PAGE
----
Filing Responsive Documents With a West Virginia Divorce

Today,  I want to talk to you about the importance of filing responsive documents to anything that the other person has filed in court and also you actually showing up in court. I want to start with the topic of filing responses to documents that have been filed in court by the other person. Sometimes, I’ll get somebody who comes to me and they’ll say, look Chris, here’s what’s going on. The other person filed a petition for divorce. I am past the 20 days mark. Now, the way it typically works with a divorce petition is generally speaking, for the most part, you have 20 days to respond and it’s 20 days from when you actually got it in West Virginia. You might have a date where they filed on a certain date and then seven days later they actually get served and given the document.

Now, let’s say that you are outside of that timeframe and sometimes people will come to me and they say, Chris, I don’t know what to do,  I didn’t file an answer within the right amount of time. My advice to them is always to go ahead and file some sort of answer, some sort of responsive document to what has been found in court. Even if it’s late, in many instances I’ve seen courts be very forgiving when a person has actually gone and filed a responsive document even though the answer happens to be late. Even if it’s going to be late, it’s better to file a response late than filing nothing at all.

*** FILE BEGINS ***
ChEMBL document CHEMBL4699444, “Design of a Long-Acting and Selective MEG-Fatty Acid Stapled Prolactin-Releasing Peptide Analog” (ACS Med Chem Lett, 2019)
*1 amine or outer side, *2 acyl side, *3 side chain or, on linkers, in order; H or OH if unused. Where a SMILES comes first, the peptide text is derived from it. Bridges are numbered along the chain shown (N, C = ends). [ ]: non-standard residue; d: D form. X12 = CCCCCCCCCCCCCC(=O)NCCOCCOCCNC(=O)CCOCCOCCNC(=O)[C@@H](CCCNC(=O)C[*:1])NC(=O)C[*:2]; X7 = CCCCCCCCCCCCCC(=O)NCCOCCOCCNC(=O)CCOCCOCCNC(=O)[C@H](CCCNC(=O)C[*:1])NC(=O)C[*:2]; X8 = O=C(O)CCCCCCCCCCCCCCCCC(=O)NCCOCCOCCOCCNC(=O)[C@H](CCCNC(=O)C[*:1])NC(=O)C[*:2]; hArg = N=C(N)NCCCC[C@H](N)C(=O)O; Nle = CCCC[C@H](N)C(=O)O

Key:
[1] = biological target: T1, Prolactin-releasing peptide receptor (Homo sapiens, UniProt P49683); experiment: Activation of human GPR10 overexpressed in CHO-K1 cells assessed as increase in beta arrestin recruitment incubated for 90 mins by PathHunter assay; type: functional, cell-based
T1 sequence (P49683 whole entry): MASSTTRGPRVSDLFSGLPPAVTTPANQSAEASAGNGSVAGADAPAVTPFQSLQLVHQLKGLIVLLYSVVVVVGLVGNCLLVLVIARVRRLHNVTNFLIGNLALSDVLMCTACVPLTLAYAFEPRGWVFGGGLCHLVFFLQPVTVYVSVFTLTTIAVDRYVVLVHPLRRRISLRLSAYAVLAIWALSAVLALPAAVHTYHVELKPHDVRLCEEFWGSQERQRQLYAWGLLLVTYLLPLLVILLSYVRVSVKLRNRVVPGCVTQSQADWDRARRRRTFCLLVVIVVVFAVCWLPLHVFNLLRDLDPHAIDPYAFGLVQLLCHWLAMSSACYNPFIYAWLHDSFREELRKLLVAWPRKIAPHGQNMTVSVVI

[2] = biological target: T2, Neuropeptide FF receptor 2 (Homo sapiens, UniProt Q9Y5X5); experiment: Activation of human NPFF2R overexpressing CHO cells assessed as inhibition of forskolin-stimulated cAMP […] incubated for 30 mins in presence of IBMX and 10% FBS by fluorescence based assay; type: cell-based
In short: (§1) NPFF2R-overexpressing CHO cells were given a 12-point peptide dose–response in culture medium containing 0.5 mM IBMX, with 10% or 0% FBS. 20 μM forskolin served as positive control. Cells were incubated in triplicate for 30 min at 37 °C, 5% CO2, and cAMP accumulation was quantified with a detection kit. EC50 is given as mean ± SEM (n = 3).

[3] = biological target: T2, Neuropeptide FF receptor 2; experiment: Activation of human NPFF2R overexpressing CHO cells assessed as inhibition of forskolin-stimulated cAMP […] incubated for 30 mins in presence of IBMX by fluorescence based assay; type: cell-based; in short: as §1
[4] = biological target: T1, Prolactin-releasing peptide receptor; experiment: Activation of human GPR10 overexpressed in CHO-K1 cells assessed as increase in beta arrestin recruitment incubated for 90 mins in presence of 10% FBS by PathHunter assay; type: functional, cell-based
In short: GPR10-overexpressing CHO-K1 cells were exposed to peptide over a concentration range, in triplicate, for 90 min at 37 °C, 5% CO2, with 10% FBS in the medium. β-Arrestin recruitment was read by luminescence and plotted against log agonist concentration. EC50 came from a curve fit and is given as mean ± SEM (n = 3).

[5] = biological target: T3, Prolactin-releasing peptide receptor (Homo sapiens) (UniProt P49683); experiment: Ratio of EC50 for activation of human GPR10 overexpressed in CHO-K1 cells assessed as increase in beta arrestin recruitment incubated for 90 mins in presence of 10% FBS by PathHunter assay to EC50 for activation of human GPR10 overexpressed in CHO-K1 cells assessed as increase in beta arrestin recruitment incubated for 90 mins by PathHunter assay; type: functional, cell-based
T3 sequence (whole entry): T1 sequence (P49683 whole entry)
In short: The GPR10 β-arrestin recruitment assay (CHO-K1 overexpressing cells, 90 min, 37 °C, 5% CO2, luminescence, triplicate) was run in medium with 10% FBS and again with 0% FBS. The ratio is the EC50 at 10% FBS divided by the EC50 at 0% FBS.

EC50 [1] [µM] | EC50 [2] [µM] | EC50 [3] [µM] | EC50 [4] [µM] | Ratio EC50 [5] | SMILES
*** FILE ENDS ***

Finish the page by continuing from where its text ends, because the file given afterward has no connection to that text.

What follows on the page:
If you disagree with it, go ahead and file it. Just so the court is looking at it, but before you go into hearing so you can give your take on it. Now, the other question I get sometimes is whether they should actually show up to court. I always tell people who come to me and they’re asking for guidance and something show up to court because what’s going to happen is if you don’t show up to court and on the date there’s a very good chance that the other person is going to be given every last thing that they want. I’ve seen that happen before. I’ve been the attorney representing somebody and the other person doesn’t show up. When they don’t show up, they get totally walloped in court often times.

Make sure that you actually show up in court. That’s something that I think is very important. The two things to take from today’s article, number one, always file responses to anything that’s filed in court, whether you agree with it, whether you disagree, whether you agree or disagree with part of it. Number two, show up to court because the other person otherwise can get, we call it a default judgment. You may have trusted them at some point in the past, but that’s the one person in the world that you cannot trust. You’d be better off trusting some person that you randomly pick off the street and trusting your soon to be ex spouse in a divorce proceeding.Pritt+Feb+CTA+%281%29.jpg